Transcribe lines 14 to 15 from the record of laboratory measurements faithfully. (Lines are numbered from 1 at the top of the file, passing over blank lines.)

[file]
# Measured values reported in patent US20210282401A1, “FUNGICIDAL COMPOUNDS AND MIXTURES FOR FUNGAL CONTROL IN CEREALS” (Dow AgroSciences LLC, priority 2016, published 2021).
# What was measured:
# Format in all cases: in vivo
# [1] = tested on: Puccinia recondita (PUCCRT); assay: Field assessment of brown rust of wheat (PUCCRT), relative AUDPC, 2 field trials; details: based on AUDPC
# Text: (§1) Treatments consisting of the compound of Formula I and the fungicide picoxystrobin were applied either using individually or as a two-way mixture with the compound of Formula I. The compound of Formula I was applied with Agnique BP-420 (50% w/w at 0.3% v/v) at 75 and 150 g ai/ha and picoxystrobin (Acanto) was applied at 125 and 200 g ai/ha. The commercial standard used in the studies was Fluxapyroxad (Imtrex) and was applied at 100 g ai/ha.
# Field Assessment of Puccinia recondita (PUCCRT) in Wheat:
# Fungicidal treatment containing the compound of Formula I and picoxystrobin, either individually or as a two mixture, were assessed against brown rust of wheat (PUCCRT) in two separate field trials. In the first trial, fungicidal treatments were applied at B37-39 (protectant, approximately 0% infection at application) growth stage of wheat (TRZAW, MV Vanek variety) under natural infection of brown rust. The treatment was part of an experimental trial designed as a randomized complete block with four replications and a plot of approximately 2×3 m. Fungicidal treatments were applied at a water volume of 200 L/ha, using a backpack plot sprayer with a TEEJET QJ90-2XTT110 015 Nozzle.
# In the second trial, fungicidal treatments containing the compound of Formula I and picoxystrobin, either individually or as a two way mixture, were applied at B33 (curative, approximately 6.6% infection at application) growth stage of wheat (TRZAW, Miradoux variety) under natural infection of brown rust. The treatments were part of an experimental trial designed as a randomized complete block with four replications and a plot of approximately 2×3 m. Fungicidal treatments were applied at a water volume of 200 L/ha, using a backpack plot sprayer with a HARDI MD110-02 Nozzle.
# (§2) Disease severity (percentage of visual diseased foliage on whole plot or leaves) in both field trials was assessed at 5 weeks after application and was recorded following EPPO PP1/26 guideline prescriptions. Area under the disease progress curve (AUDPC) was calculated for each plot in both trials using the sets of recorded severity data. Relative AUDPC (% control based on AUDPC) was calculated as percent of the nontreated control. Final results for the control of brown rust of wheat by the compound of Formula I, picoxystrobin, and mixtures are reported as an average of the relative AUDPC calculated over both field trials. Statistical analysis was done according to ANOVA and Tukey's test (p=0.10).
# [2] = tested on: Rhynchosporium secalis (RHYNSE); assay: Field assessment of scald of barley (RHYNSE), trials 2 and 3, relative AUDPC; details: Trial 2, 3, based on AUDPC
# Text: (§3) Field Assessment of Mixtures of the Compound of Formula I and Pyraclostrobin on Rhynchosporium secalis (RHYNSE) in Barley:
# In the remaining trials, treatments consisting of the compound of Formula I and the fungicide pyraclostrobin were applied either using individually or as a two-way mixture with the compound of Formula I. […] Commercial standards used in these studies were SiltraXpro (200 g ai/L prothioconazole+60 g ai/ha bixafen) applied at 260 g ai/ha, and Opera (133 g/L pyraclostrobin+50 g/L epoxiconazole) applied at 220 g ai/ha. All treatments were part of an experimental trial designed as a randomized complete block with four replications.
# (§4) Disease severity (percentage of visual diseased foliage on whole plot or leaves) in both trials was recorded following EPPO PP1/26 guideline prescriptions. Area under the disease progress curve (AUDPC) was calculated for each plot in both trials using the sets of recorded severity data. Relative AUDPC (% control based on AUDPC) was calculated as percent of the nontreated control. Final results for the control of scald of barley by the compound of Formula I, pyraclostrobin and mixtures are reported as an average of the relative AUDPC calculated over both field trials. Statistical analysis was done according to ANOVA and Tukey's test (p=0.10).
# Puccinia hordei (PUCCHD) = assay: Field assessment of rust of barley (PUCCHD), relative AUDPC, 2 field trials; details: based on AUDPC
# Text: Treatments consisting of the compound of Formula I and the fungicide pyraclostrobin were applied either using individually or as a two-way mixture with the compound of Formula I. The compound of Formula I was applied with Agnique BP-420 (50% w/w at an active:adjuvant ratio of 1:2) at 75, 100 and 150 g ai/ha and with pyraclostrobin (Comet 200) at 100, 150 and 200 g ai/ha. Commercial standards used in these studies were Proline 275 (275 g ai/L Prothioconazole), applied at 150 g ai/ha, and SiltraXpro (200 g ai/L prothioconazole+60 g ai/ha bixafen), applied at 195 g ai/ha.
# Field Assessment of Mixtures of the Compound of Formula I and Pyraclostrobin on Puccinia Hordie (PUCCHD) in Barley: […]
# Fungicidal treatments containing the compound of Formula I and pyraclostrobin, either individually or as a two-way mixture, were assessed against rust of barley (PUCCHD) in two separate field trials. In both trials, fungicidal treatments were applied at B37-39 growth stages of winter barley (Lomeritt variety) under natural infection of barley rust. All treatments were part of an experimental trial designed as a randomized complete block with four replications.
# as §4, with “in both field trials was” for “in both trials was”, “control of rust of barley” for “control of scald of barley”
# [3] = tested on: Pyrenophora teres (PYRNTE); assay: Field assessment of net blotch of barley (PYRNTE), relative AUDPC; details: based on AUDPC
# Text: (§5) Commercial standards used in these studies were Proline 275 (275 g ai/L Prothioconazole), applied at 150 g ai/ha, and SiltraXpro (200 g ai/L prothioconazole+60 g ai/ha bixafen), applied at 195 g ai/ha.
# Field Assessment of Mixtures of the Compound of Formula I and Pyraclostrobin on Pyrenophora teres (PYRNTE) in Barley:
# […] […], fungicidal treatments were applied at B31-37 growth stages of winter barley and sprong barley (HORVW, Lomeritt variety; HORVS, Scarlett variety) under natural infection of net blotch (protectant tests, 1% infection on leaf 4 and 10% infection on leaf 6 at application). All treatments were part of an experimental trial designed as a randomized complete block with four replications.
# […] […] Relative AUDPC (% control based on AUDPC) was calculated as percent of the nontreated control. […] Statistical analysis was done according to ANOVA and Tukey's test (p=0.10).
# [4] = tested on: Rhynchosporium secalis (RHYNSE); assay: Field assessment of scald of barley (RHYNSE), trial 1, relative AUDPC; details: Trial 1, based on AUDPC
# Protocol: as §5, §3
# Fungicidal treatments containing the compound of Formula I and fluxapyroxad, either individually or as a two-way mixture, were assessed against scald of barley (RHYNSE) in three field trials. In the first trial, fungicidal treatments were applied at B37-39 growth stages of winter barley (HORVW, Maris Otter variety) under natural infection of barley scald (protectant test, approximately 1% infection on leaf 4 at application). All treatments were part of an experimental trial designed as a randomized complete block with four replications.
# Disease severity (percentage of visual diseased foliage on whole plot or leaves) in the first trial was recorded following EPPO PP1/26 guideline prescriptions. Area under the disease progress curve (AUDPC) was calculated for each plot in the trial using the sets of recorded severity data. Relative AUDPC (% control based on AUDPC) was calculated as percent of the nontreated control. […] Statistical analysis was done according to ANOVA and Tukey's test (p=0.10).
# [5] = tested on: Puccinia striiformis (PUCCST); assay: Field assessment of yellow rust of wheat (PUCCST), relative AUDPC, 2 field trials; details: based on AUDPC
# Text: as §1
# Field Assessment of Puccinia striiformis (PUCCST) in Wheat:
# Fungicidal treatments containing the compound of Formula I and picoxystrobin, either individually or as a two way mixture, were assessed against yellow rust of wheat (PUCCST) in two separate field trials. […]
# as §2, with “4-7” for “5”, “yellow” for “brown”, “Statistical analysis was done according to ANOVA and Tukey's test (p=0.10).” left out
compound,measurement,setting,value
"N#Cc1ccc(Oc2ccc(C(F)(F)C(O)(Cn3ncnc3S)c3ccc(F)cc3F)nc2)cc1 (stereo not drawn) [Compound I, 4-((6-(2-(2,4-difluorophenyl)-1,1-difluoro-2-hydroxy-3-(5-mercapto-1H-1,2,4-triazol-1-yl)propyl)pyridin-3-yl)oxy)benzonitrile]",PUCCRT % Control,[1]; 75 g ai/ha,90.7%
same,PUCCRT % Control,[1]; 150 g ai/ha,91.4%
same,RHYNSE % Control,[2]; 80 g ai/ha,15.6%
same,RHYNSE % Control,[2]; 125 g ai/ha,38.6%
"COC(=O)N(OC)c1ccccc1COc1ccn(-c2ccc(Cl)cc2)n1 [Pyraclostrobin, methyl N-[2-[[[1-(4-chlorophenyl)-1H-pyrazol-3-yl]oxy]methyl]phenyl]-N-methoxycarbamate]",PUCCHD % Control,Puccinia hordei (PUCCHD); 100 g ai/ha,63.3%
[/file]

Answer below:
# Puccinia hordei (PUCCHD) = assay: Field assessment of rust of barley (PUCCHD), relative AUDPC, 2 field trials; details: based on AUDPC
# Text: Treatments consisting of the compound of Formula I and the fungicide pyraclostrobin were applied either using individually or as a two-way mixture with the compound of Formula I. The compound of Formula I was applied with Agnique BP-420 (50% w/w at an active:adjuvant ratio of 1:2) at 75, 100 and 150 g ai/ha and with pyraclostrobin (Comet 200) at 100, 150 and 200 g ai/ha. Commercial standards used in these studies were Proline 275 (275 g ai/L Prothioconazole), applied at 150 g ai/ha, and SiltraXpro (200 g ai/L prothioconazole+60 g ai/ha bixafen), applied at 195 g ai/ha.